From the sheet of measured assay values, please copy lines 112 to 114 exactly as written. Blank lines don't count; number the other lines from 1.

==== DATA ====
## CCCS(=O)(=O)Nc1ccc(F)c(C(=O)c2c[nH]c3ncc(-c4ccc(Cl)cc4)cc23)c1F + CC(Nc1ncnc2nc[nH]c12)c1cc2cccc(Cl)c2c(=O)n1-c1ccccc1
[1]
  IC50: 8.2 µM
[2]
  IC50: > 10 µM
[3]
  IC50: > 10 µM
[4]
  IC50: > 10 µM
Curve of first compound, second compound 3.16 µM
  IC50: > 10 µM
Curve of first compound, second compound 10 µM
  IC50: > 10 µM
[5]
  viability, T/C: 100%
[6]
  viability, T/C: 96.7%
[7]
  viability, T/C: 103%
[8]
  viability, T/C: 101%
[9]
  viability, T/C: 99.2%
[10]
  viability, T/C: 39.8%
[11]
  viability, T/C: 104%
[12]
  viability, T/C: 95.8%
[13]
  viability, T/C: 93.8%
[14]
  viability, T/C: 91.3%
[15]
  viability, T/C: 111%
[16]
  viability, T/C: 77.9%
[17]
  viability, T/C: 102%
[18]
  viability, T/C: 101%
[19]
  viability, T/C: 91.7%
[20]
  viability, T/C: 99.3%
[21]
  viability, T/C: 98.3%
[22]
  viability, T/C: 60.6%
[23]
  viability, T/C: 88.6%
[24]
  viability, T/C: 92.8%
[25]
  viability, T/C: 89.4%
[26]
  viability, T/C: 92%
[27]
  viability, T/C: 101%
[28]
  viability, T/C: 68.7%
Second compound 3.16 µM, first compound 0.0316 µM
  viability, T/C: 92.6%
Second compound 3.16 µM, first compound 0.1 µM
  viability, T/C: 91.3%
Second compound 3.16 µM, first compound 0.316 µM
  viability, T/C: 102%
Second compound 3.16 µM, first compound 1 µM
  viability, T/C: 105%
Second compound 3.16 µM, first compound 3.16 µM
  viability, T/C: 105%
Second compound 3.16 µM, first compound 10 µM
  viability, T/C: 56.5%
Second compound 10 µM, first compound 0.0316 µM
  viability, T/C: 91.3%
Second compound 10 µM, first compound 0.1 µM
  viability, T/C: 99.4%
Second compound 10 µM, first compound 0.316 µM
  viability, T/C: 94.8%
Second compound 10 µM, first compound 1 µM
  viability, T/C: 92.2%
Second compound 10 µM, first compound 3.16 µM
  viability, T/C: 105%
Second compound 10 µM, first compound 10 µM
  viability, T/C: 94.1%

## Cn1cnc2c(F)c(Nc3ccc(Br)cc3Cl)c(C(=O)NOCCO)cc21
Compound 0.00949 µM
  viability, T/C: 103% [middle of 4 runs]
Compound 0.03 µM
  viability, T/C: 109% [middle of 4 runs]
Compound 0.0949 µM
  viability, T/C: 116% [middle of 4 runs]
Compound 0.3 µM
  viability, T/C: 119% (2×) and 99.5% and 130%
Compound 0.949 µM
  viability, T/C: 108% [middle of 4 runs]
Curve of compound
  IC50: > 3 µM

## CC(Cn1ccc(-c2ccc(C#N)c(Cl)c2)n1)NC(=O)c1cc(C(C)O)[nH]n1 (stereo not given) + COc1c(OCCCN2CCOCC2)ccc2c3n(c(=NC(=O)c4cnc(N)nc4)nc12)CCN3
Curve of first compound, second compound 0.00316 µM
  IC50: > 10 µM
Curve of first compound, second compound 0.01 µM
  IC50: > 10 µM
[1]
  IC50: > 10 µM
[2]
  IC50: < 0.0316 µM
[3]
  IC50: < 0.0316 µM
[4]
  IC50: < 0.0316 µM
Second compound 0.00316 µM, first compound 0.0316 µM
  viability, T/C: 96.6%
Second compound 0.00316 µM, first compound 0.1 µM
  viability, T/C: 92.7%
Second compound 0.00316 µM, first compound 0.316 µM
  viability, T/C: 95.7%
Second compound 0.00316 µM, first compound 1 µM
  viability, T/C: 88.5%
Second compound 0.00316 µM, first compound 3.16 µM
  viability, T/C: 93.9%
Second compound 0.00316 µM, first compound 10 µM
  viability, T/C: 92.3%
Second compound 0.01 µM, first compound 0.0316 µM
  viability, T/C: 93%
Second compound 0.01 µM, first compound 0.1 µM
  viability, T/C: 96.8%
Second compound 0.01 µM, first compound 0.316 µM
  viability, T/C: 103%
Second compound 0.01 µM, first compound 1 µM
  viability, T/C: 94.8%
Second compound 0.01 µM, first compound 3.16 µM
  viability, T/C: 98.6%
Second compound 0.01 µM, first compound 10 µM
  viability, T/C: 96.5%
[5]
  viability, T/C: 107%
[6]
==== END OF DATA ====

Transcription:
Second compound 0.00316 µM, first compound 0.0316 µM
  viability, T/C: 96.6%
Second compound 0.00316 µM, first compound 0.1 µM